market views

The Fed and the Health of the Market

Frank Trotter | October 1, 2015 5 MIN READ

I could almost feel the excited anticipation of the news channels and their sages emanating from the four screens that surround the EverBank Global Markets trading desk. As was evidenced by the countdown clocks steadily ticking off time at the bottom of our screens, networks were hoping against hope that this announcement would be their next big story. Guests appeared increasingly agitated as the time grew close – their long-debated (and oftentimes conflicting) predictions at risk until the news was revealed.

And then it was over. Just like that...

The Fed Funds target rate range will remain unchanged until further notice. Just hold the course. Chairman Yellen says, “We’ll see.”

The news channels and sages were visibly disappointed. I imagine copywriters pounding the desk next to their keyboards frustrated that after 6+ years of writing about Zero Interest Rate Policy (ZIRP) all they had to write about now was – well, ZIRP.

The market took some time to settle into the announcement as more information was revealed. Prices ran up and down reflecting the most recent parsing of the words in the release, and continued to do so with each additional comment in the press conference. The invisible hand was less mysterious that particular afternoon.

As we have discussed before, there are two sources of information about economic activity:

  • First are the explicit statements made by officials like Chairman Yellen along with the economic statistics that are released by the various agencies. Like the Kremlin watchers of old, commentators diagram the sentences of Federal Reserve leaders seeking to divine the real meaning. Government statistics provide a snapshot of sorts, with large amounts of measurement precision issues.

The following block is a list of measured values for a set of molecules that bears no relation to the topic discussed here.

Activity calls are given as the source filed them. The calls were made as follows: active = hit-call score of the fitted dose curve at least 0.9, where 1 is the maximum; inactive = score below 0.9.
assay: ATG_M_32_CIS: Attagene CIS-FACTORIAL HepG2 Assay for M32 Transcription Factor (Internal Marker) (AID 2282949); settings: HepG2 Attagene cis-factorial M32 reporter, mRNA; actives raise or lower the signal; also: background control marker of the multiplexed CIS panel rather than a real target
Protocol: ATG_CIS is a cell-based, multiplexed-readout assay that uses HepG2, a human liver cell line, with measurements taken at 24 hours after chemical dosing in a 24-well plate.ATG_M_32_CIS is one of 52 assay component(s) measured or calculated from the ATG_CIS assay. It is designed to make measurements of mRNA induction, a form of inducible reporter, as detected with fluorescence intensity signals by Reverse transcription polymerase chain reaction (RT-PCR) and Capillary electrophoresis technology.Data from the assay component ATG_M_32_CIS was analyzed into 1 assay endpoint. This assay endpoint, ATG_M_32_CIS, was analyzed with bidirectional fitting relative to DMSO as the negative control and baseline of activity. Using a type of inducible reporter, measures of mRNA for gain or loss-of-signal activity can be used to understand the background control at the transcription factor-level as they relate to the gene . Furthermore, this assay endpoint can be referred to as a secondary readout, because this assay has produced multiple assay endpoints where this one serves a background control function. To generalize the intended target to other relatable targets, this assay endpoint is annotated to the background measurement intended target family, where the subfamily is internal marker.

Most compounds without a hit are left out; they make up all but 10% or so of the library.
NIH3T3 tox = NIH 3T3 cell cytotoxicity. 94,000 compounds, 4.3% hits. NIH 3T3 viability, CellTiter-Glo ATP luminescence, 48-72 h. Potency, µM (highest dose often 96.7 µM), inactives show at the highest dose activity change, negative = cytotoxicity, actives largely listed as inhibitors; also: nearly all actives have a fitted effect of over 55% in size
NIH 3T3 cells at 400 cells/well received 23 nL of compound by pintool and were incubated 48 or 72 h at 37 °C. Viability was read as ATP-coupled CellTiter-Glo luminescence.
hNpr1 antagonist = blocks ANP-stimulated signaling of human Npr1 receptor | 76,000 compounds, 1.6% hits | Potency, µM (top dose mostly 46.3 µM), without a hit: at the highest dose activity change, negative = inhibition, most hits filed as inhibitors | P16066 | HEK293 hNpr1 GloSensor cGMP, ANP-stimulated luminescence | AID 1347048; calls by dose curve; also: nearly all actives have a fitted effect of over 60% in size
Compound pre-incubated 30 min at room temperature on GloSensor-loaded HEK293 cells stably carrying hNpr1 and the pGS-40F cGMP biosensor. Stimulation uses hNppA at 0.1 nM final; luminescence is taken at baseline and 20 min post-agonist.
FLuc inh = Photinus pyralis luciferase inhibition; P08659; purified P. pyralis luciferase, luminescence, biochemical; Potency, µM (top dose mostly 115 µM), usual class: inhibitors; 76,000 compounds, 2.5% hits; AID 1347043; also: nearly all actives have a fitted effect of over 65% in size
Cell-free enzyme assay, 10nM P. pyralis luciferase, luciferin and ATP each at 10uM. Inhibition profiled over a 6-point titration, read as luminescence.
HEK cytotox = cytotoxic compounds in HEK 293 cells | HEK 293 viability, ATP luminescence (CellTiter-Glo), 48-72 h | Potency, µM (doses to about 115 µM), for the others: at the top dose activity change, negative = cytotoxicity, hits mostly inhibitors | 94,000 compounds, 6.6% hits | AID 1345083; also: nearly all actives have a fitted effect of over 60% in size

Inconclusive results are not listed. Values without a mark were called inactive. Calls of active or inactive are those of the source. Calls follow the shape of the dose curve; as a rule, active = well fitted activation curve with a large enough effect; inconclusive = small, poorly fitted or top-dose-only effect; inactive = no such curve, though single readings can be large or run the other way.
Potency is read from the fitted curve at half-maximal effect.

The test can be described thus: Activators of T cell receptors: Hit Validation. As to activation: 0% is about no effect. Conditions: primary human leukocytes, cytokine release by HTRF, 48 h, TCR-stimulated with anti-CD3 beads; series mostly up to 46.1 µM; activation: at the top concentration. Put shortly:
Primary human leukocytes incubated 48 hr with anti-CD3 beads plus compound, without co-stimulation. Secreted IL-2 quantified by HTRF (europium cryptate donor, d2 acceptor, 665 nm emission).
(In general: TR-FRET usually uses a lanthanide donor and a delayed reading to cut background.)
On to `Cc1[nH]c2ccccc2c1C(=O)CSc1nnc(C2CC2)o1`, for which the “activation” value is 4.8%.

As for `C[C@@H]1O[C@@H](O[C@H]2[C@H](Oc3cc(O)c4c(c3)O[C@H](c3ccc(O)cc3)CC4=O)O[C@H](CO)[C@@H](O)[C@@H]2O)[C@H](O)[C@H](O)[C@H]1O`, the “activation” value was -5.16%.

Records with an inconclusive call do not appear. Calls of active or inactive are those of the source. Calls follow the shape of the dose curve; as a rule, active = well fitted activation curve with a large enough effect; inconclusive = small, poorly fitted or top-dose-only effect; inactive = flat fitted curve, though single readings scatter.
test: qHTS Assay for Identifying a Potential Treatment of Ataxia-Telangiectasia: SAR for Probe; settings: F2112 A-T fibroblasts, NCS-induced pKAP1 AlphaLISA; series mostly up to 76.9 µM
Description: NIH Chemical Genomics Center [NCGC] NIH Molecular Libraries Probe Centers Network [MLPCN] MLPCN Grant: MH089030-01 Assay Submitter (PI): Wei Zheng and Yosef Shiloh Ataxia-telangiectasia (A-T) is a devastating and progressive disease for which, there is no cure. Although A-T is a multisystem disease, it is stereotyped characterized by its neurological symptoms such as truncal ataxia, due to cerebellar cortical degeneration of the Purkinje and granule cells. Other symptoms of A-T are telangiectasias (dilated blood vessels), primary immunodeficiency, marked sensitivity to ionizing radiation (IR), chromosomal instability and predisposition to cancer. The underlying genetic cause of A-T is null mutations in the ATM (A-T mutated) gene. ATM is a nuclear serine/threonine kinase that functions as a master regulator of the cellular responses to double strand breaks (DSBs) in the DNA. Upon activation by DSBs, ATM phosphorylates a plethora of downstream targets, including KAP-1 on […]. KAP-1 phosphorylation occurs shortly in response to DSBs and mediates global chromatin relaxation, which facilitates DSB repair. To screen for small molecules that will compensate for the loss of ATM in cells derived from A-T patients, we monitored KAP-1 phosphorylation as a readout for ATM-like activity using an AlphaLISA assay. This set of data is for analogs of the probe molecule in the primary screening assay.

• Second, and most important are the messages market prices leave like breadcrumbs for us to follow. People can talk, but prices reflect the net opinion at any given point in time of everyone who is participating in each individual market.

Now that the Fed has spoken, what tale is the market telling us today?

Low Growth
Chairman Yellen noted that the statistics seemed to indicate reasonable growth in the US economy. But she joined other commentators in saying that some real uncertainties exist in other markets, such as we’ve seen in Asia that cause concern. The most recent stumbles in the global marketplace, led by China, scared us all and it appears our Chairman was right there with us.

Watching the new lead news story – the European refugee crisis – I wonder if this won’t have a much bigger impact than might be discounted in the markets already. Absorbing that many individuals into an economy that isn’t exactly setting new records for growth seems like a significant distraction.

This message of low growth is reflected loud and clear by the stock markets. In the US, the major indexes are down a few percent on the year for the first time in six-years leaving investors perplexed about how to evaluate their next move.

Very Low Inflation
Hanging out there for all of us to see if we care to look, and I do, is the yield on the 10-Year US Treasury Note: 2.13% as I write. Holders of Treasury Notes are giving up the use of their money for the ten-year period. Over that time they expect the yield paid on top of inflation to cover risk of changes in the market, plus a premium to put in their pocket for their troubles. Over time, many commentators suggest that these requirements would total about 1.60% above inflation.